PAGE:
Health Minister Jane Philpott and Prime Minister Justin Trudeau need to respond to the public demand for pharmacare.
The Council of Canadians has commissioned a new poll on public support for pharmacare as the issue on universal drug coverage and drug prices intensifies.
The survey conducted by Environics Research asked two questions:
1- “As you know, our public health care system does not currently include coverage for the costs of prescription drugs. Some people say Canada should implement a national ‘pharmacare’ program that would provide universal access to prescription drugs to all Canadians.” The poll found that 52.9% strongly support this statement, while 38.5% somewhat support this statement.
2- “If the current Liberal federal government were to introduce a national pharmacare program in the next two years – what impact would it have on your likelihood of voting Liberal in the next federal election in 2019?” The poll found that 42.9% of respondents said, “I’d be more likely to vote Liberal in the next election.”
On May 5, the Toronto Star reported, “Pharmacare is not anywhere near the top of the federal government’s to-do list at present. Health Minister Jane Philpott has been saying repeatedly that her mandate, as far as it concerns drug prices and availability, is limited to getting better deals within the status quo. The Commons health committee has been studying the idea of a national pharmacare program off and on since late 2015. As recently as February, in fact, the committee was hearing from experts on how a national drug plan might fit into the Constitution. But neither Philpott nor her government has shown much enthusiasm for the committee’s work — at least so far.”
This is disappointing and at least 13 Council of Canadians chapters will be mobilizing later this month to lobby their Member of Parliament on pharmacare.
Their main messages will be:
1- We would save money. Pharmacare would save Canadians approximately $14 billion a year by reducing administration costs and giving us stronger buying power to negotiate better prices for medications.
2- Everyone would be covered. Right now 10 per cent of Canadians – approximately 3.5 million people – don’t have even basic drug coverage.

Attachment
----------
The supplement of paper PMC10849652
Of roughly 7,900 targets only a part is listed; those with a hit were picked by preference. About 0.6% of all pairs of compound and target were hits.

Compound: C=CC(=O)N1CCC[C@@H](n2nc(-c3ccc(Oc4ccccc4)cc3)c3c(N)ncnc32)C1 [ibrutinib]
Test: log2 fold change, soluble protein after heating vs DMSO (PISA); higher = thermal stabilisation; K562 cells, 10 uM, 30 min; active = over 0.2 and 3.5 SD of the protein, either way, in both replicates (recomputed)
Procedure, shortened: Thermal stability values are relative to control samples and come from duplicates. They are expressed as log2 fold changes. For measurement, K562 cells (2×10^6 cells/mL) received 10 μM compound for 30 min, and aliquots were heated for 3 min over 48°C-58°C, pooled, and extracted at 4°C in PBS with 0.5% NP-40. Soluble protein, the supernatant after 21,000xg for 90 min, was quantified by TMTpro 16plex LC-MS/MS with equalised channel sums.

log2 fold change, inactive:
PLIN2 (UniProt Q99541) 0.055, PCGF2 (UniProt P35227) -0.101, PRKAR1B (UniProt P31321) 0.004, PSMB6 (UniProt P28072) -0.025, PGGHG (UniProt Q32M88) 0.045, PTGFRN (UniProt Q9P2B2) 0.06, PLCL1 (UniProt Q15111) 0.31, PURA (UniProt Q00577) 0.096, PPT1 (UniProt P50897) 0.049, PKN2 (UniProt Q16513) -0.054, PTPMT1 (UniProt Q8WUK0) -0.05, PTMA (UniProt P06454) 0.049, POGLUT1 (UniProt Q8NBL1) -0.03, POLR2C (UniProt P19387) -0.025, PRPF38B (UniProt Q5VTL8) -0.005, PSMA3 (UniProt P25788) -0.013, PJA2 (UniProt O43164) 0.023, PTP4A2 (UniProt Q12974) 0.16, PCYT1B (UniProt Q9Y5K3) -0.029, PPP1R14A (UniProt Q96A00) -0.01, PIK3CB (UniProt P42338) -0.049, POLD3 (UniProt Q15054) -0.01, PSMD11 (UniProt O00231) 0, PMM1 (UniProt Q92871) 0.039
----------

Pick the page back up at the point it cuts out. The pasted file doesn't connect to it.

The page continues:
3- Companies would pay less. Data shows that Canadian companies spend about $200 million per week on prescription drug costs incurred by employer drug plans.
This morning, the Canadian Press reports, “Philpott is announcing consultations on a suite of proposed regulatory changes related to the Patented Medicine Prices Review Board. Philpott says the board was created 30 years ago to protect consumers and to ensure companies do not use monopolies to charge excessive costs. She says, however, the board is limited in its ability to protect consumers from high drug prices, a problem the federal government wants to address. Online consultation run until June 28. Philpott hopes the new regulations will be in place no later than the end of 2018.”
The Trudeau government is failing on three fronts:
1- Pharmacare would provide the opportunity to improve drug price reviews at the Patented Medicine Prices Review Board and create real transparency at Health Canada. If Canada had a single purchasing and negotiating agency there would be more leverage to negotiate better drug prices.
2- The Liberal government’s implementation bill for the Canada-European Union Comprehensive Economic Agreement (CETA) received Royal Assent this week. Studies show that the lengthened patent provisions for pharmaceutical drugs in CETA could cost us between $850 million to $1.65 billion annually.
3- The federal government has neither committed to a national formulary (to achieve equitable, evidence-based drug coverage across the country) or a publicly-funded drug approval agency (to improve the safety, monitoring and quality of prescription drugs). We need a new national agency to provide transparency in the process of determining what drugs are covered based on appropriateness, safety, value for money, and objective evidence-based medical reviews.
To tell the Prime Minister and Health Minister it’s time for pharmacare, please click on our online action alert here.